Paris, Matthew

, an English historian, was a Benedictine monk of the congregation of Clugny, in the monastery of St. Alban’s, the habit of which order he took in 1217. He was an universal scholar; understood, and had a good taste both in painting and architecture. He was also a mathematician, a poet, an orator, a divine, an historian, and a man of distinguished probity. Such rare accomplishments and qualities as these, did not fail to place him very high in the esteem of his contemporaries; and he was frequently employed in reforming some monasteries, visiting others, and establishing the monastic discipline in all. He reproved vice without distinction of persons, and did not even spare the English court itself; at the same time he shewed a hearty affection for his country in maintaining its privileges against the encroachments of the pope. Of this we have a clear, though unwilling, evidence in Baronius, who observes, that this author remonstrated with too sharp and bitter a spirit against the court of Rome; and that, except in this particular only, his history was an incomparable work. He died at St. Alban’s in 1259. His principal work, entitled “Historia Major,” consists of two parts: The first, from the creation of the world to William the Conqueror; the second, from that king’s reign to 1250. He carried on this history afterwards to the year of his death in 1259. Rishanger, a monk of the monastery of St. Alban’s, continued it to 1272 or 1273, the year of the death of Henry III. It was first printed at London in 1571, and reprinted 1640, 1684, fol. besides several foreign editions. There are various ms copies in our public libraries, particularly one which he presented to Henry III. and which is now in the British Museum. From Jiis Mss. have also been published “Vitas duorum Offarum, Merciae regum, S, Albani fundatorum” <c Gesta viginti duo abbatum S. Albani”Additamenta chronicorum ad historian) majorern,“all which accompany the editions of his” Historia Major“printed in 1640 -and 1684. Among his unpublished Mss. are an epitome of his” Historia Major," and a history from Adam to the conquest, principally from Matthew of Westminster. This is in the library of Bene’t college, Cambridge. The titles of some other works, but of doubtful authority, may be seen in Bale and Pits. 1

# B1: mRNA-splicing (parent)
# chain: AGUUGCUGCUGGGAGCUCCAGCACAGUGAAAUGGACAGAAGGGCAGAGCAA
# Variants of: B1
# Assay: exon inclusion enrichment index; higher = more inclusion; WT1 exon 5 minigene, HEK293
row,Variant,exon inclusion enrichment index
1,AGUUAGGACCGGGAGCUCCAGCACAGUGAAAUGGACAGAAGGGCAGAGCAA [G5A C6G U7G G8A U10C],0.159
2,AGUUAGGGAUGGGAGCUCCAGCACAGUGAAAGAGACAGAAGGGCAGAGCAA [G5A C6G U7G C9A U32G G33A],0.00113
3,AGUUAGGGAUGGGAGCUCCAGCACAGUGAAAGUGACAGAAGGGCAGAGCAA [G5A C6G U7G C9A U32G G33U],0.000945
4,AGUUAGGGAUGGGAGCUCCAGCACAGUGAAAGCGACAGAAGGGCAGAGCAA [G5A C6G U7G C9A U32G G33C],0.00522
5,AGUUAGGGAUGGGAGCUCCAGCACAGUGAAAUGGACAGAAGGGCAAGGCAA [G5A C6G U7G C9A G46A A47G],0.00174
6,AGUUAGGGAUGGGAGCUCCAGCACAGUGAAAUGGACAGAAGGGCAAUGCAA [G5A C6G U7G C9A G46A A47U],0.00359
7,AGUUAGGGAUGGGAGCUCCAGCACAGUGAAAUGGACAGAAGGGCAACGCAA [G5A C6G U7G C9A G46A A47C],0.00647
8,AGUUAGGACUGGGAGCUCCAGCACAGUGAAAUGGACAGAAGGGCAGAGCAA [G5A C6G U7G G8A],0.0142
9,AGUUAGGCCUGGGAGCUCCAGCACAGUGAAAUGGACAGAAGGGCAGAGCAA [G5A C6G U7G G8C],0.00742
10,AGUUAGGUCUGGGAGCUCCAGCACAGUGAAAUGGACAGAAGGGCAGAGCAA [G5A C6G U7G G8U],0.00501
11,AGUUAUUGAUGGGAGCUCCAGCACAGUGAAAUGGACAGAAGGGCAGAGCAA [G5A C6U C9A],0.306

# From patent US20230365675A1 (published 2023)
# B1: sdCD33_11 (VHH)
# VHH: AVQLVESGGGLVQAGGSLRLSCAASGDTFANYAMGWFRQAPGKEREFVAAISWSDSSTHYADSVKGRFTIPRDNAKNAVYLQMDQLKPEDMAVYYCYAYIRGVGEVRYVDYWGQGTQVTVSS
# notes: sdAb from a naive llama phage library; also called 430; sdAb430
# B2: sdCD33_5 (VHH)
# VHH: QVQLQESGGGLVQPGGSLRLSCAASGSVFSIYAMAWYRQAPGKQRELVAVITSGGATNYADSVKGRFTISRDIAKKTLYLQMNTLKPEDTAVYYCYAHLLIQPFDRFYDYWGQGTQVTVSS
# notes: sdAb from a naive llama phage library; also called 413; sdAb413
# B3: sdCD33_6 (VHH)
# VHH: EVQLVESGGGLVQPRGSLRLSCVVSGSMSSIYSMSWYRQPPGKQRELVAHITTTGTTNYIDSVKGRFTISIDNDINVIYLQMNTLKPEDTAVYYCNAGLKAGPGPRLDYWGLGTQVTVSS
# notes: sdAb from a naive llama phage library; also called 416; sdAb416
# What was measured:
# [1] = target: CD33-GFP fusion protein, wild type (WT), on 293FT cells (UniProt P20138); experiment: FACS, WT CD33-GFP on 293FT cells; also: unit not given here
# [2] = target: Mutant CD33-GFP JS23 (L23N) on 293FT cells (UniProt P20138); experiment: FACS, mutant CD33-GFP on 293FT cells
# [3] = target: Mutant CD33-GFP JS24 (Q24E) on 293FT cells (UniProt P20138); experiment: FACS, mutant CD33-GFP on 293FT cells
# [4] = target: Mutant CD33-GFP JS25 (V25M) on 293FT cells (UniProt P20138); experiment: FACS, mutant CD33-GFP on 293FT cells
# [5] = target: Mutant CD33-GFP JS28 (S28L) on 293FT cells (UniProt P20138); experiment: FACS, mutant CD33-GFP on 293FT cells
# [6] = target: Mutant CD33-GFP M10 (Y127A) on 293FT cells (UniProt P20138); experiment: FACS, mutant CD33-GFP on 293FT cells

1 Tanner. Bale and Pits. Nicolson’s Historical Library.